Interview with Willie “Po’ Monkey” Seaberry: A lost and found file from The Delta Center for Culture and Learning

A couple of months ago, while searching for materials for our summer 2017 National Endowment for the Humanities “Most Southern Place on Earth” workshops, Lee Aylward, The Delta Center’s resident maven of marvelous storytelling, happened upon a mysterious white box tucked away in the corner of our storage room in Ewing Hall. 

“Though I did not recall seeing it there before, it looked oddly familiar to me,” said Lee, in her signature honeyed Southern drawl. “Something told me to pick it up and bring it downstairs to the office.” 

 The inside of Po’ Monkeys Lounge as seen at night clearly illustrates the transformation that occurs inside a jook joint. The Lounge is plastered with bright lights, tinsel, picture, letters, foil, and any other bright, colorful, or shiny decoration. - Kathleen Robbins, 2003

 The inside of Po’ Monkeys Lounge as seen at night clearly illustrates the transformation that occurs inside a jook joint. The Lounge is plastered with bright lights, tinsel, picture, letters, foil, and any other bright, colorful, or shiny decoration. - Kathleen Robbins, 2003

Lee and I soon discovered why the box looked so familiar to her: inside was a treasure trove of compact discs (you know, those shiny silver round plastic things that were once considered cutting-edge audio and data storage devices) from the early 2000’s, around the time that Lee started volunteering with The Delta Center as an oral history transcriber. The discs contain a plethora of Mississippi Delta voices waiting to be uploaded and shared with a brave new online world. Among those voices is a particularly iconic one: the late Willie Seaberry, better known as Po’ Monkey, proud proprietor of the legendary jook joint Po’ Monkey’s Lounge in Merigold, Mississippi.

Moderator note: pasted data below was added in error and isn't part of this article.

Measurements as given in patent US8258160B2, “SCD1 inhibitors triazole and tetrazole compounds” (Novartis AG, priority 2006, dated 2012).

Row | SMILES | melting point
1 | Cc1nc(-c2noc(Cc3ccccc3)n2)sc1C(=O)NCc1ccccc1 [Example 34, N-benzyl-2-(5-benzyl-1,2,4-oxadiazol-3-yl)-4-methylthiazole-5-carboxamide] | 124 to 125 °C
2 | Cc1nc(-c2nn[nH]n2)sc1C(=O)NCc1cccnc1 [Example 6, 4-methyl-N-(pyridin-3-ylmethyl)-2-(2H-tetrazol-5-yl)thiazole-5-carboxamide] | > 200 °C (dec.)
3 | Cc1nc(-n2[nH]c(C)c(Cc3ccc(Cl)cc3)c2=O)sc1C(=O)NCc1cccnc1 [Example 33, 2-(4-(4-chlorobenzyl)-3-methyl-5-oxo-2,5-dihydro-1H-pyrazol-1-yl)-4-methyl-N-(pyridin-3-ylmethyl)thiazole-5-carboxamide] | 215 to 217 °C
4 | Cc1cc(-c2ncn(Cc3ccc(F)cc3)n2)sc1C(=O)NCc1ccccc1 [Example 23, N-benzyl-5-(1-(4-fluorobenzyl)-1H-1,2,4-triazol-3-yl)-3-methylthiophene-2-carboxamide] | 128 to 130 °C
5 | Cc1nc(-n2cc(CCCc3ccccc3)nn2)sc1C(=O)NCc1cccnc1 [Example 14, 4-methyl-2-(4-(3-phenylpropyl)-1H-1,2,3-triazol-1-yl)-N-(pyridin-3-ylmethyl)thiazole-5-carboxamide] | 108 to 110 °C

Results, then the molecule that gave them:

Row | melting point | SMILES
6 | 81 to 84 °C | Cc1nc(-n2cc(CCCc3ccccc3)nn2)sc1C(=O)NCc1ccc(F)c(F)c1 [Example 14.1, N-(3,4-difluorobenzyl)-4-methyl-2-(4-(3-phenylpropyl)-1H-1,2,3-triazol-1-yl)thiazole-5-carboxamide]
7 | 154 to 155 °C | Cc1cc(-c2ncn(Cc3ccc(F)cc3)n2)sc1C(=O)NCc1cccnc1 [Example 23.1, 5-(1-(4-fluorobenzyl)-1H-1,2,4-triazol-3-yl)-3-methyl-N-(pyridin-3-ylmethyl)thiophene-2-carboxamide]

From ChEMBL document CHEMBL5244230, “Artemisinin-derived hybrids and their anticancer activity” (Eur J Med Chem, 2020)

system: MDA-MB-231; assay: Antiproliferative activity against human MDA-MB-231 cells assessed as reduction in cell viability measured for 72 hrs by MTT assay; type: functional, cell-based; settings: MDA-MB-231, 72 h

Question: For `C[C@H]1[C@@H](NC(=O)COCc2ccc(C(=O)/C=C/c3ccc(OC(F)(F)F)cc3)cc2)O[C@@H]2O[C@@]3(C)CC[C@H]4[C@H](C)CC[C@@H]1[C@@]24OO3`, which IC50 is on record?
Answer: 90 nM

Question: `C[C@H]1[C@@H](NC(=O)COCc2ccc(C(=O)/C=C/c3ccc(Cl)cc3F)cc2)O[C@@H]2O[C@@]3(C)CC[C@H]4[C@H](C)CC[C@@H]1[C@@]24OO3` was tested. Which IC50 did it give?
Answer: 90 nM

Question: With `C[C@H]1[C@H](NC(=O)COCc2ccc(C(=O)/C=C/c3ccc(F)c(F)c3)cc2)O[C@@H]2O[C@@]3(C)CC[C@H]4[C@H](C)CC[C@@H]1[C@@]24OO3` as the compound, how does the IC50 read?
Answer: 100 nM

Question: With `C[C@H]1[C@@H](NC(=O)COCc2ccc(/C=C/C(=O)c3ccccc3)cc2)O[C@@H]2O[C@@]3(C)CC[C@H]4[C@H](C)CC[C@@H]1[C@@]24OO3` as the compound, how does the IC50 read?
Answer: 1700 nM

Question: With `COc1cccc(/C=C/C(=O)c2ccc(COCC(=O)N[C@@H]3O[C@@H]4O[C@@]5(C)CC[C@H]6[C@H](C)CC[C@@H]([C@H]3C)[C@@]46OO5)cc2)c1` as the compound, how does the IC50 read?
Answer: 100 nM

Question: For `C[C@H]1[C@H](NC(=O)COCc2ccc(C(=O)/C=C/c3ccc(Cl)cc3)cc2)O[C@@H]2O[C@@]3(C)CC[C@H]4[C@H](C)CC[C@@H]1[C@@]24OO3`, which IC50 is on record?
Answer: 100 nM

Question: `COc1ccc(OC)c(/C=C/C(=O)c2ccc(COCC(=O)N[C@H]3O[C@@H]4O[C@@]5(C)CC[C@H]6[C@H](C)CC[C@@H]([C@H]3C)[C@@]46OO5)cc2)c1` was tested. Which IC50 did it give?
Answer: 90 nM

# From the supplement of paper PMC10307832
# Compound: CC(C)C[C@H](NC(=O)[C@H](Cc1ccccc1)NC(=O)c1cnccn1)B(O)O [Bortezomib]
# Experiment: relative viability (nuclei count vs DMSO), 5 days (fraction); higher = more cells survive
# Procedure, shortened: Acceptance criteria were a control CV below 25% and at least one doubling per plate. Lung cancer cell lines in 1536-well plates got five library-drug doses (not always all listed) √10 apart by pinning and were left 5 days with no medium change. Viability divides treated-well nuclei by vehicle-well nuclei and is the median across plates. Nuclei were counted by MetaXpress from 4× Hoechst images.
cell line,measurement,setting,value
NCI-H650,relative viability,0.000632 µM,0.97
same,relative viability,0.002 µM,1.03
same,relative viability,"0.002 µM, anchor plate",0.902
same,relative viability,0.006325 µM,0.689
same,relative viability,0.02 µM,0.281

Willie Seaberry passed away in July 2016 on a Thursday night, known as “Family Night,” a special time when locals and tourists from around the country and the world would gather at the storied establishment. As is tradition, that particular Thursday, we were taking a group of NEH “Most Southern” workshop participants and Robertson Scholars from Duke University and UNC Chapel Hill to experience the heart and soul of America’s last known rural jook house. The Delta Blues scene has not been quite the same since his unexpected passing.

Below is a transcript of a January 2003 interview with Willie Seaberry conducted by Dr. Luther Brown, the retired Founding Director of The Delta Center for Culture and Learning, and his colleague, the late Dr. Henry Outlaw who passed away in February 2015. Lee, who has been with The Delta Center nearly as long as it has been in existence, often tells visiting groups that The Delta Center was started in the year 2000 to “give the people of the Delta back their heritage.” 

Mr. Seaberry standing in front of some of his collection of pictures, post cars, and other decorative items. - Kathleen Robbins, 2003

Mr. Seaberry standing in front of some of his collection of pictures, post cars, and other decorative items. - Kathleen Robbins, 2003

In keeping with that fundamental value, it made perfect sense to assign the task of transcribing the interview to Keith Johnson, a Mississippi Delta native who is the grand-nephew of Muddy Waters and also is a rising young Blues musician in his own right, being a recent winner of the Vicksburg Blues Challenge. Keith is a graduate assistant with the International Delta Blues Project which is housed in The Delta Center. Will Jacks, a visionary Mississippi Delta native photographer and Delta State University faculty member, also advised on the transcription process, as Keith wanted to create a video synopsis of the interview that could appeal to fellow Millennials. Will’s book on Po’ Monkey’s is being published by University of Mississippi Press soon – be sure to check out his photo essay published in Mississippi Arts Commission’s Mississippi Folklife about it.